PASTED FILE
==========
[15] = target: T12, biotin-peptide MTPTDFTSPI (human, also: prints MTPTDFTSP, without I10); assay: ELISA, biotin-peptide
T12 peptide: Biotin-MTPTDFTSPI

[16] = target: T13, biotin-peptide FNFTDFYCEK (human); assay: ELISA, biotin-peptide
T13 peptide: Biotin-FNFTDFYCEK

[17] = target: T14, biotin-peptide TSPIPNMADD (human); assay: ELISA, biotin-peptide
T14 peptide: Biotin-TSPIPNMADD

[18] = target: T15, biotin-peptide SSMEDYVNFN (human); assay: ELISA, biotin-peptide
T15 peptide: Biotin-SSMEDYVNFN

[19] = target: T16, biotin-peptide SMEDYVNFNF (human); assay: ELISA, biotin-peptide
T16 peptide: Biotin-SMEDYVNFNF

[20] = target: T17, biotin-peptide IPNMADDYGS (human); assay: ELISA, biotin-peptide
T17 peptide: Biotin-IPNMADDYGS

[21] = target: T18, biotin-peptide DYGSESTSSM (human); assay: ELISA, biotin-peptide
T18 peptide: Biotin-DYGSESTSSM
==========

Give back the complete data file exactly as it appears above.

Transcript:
[15] = target: T12, biotin-peptide MTPTDFTSPI (human, also: prints MTPTDFTSP, without I10); assay: ELISA, biotin-peptide
T12 peptide: Biotin-MTPTDFTSPI

[16] = target: T13, biotin-peptide FNFTDFYCEK (human); assay: ELISA, biotin-peptide
T13 peptide: Biotin-FNFTDFYCEK

[17] = target: T14, biotin-peptide TSPIPNMADD (human); assay: ELISA, biotin-peptide
T14 peptide: Biotin-TSPIPNMADD

[18] = target: T15, biotin-peptide SSMEDYVNFN (human); assay: ELISA, biotin-peptide
T15 peptide: Biotin-SSMEDYVNFN

[19] = target: T16, biotin-peptide SMEDYVNFNF (human); assay: ELISA, biotin-peptide
T16 peptide: Biotin-SMEDYVNFNF

[20] = target: T17, biotin-peptide IPNMADDYGS (human); assay: ELISA, biotin-peptide
T17 peptide: Biotin-IPNMADDYGS

[21] = target: T18, biotin-peptide DYGSESTSSM (human); assay: ELISA, biotin-peptide
T18 peptide: Biotin-DYGSESTSSM